When you compare the Western markets with the emerging markets, you'll see that there are tremendous opportunities overseas. In this article I'll show you some of my ideas.
A quick look at the forward P/E ratio of both markets (Yardeni) shows that emerging markets are almost 2 times cheaper than developed markets, trading at a P/E ratio of 12. The arbitrage between the two markets is at a record high, so it's a good idea to diversify from Western markets to emerging markets.
China and Russia are most likely to be the best place to invest in at this moment as they are the cheapest of the BRIC countries.
China for instance had two consecutive months of excellent growth, which can be measured by the power consumption numbers. July and August both had year over year growth of 8-10% going above the 500 billion kWh threshold as can be seen on the following chart (created by Correlationeconomics). This tells me that China's GDP growth will be accelerating in the coming months.
As we look at the Shanghai composite index, we can see that the China stock market is at the start of a new bull market. Investors should take this opportunity to get in now.
One sector which is booming a lot in 2016 is the Chinese real estate market. Newly built house prices are rising close to double digits since the start of 2016. One particular interesting company I'm following is Xinyuan Real Estate (NYSE:XIN). That company is still trading at half book value and is expecting earnings to increase dramatically going forward. The dividend is at 6% and the P/E ratio is close to 5. According to its latest earnings call, for the full year 2016, the company expects full year contract sales to grow approximately 30% and net income to grow approximately 50% compared to 2015.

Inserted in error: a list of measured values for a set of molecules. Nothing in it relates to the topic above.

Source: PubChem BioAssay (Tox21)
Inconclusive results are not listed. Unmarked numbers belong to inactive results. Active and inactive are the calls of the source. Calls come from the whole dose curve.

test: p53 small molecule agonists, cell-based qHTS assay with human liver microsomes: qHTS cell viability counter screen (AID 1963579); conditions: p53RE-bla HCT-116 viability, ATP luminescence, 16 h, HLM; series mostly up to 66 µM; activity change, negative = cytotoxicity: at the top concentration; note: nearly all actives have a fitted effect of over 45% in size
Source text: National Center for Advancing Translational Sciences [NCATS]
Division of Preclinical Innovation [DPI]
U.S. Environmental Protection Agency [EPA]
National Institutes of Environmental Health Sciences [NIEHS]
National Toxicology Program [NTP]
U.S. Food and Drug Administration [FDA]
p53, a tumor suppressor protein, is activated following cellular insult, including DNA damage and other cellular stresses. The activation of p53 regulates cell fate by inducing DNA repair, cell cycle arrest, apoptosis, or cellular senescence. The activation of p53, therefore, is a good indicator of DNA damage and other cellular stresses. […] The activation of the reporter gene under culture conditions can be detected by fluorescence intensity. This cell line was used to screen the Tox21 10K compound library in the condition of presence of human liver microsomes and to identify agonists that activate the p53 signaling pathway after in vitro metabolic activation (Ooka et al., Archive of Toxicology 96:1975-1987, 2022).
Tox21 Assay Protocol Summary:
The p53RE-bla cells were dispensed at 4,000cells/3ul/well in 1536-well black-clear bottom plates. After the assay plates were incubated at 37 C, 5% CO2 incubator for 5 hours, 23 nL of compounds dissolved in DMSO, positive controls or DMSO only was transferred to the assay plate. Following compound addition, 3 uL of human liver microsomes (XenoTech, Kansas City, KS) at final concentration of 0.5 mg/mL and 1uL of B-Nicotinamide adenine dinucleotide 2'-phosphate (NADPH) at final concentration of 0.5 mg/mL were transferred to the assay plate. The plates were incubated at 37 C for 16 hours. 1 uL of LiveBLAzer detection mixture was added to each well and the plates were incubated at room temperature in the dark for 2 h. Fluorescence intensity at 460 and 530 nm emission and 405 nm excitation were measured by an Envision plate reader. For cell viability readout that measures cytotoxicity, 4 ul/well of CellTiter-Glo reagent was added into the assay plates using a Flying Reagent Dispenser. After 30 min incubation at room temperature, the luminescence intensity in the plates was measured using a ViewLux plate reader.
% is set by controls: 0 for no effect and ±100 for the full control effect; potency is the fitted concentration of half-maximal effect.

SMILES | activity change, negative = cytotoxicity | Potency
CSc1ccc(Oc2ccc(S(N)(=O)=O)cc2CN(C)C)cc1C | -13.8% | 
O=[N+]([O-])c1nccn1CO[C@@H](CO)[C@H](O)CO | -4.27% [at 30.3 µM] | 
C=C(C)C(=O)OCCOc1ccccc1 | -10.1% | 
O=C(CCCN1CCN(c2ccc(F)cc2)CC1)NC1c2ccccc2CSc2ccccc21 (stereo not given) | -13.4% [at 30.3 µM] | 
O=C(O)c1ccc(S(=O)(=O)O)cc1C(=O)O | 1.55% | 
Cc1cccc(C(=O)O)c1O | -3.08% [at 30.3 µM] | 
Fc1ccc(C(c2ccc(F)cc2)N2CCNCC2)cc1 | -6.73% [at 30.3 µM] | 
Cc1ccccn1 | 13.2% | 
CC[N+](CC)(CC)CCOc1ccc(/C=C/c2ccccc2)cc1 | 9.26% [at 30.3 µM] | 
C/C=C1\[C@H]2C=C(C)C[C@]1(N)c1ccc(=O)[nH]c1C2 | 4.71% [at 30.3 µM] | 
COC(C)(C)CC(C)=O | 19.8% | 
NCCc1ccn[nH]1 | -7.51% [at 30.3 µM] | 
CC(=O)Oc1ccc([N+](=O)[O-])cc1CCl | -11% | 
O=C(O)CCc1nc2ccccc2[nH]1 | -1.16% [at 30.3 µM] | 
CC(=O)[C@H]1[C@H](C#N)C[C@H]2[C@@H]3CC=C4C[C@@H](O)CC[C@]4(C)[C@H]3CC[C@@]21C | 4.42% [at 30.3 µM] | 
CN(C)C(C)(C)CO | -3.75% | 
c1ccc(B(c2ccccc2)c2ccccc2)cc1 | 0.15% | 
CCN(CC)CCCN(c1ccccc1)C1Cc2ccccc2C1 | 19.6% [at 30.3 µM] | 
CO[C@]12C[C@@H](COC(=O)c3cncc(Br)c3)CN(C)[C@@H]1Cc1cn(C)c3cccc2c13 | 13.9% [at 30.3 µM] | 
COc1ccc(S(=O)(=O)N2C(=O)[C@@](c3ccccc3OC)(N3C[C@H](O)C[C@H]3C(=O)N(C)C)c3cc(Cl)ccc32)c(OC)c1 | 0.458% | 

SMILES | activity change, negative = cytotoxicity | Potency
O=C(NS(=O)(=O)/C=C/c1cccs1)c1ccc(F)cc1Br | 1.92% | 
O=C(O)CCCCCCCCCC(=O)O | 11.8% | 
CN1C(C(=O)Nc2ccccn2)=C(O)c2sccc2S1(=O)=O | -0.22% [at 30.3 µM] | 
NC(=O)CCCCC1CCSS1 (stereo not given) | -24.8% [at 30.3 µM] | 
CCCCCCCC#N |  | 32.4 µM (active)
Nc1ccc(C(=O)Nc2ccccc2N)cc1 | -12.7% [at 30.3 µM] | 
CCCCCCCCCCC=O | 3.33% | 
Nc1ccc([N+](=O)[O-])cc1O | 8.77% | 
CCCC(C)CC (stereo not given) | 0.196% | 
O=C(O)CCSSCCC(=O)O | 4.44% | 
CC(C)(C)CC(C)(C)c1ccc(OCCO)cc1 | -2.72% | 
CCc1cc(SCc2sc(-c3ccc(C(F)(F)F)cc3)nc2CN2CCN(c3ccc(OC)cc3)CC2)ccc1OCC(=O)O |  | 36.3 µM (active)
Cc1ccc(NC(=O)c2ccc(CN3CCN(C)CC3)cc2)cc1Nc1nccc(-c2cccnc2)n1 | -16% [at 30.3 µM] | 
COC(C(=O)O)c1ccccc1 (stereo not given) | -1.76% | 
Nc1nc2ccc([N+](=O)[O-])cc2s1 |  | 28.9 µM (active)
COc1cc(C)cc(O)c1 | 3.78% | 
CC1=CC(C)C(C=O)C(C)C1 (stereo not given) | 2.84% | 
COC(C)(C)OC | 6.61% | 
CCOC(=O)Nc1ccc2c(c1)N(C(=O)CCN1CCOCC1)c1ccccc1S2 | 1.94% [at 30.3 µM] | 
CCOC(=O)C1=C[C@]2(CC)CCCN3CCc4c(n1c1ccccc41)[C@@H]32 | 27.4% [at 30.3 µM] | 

Russia (NYSEARCA:RSX) (see chart below) is a market that has recently been in the spotlight by many hedge fund managers of which Marc Faber is the most prominent. He has been investing in Russia recently because this market has had a severe downturn and he expects a lot of rebound potential. Moreover, the country has been adapting to the EU-U.S. sanctions for two years now. These sanctions were prolonged till 31 January 2017. It can only get better from this stage onward in case these sanctions are lifted. Russia is currently trading at a P/E ratio of only 5 and should outperform many other markets. The Russian ruble is starting to turn around as well which will add to the gains on your investment portfolio.
I recommend to invest in oil companies like Lukoil (OTCPK:LUKOY), which are trading at half book value, have no significant debt and have a dividend of 6% plus at a P/E ratio of only 7. The reason I believe oil (NYSEARCA:OIL) is going much higher is because at these prices, oil companies (in the developed countries) are either taking on more debt on their balance sheet or are burning cash (see chart below from Wood Mackenzie). Obviously, this is not sustainable in the long run.
Another idea is to buy Russian bonds. Currently the 10 year Russian bond yields 8%, which is a lot higher than the 1.7% you get for U.S. bonds.
When the Russian sanctions were imposed in 2014, we saw that Russian bonds had collapsed, but now that the Russian economy is stabilizing, these bonds are going up in value. There is high demand for Russian debt at this moment as the economy is improving. If you're interested to buy Russian bonds, you could opt to go for the Russian corporate bonds: Finex Funds PLC Russian Corporate Bonds (LON:FXRU).
So these are some ideas on where I'm looking to invest at this moment. On a final note I want to mention that I see that money is starting to flow out of the U.S. dollar as foreign holdings in U.S. debt are declining (which also explains the sudden rise in U.S. bond yields this week). Jeffrey Gundlach is expecting 10 year U.S. bond yields to go above 2% by the end of the year. LIBOR rates are also rising at this moment. Whether this trend will follow through in the coming months is something we'll need to keep monitoring.
Disclosure: I/we have no positions in any stocks mentioned, and no plans to initiate any positions within the next 72 hours.
I wrote this article myself, and it expresses my own opinions. I am not receiving compensation for it (other than from Seeking Alpha). I have no business relationship with any company whose stock is mentioned in this article.
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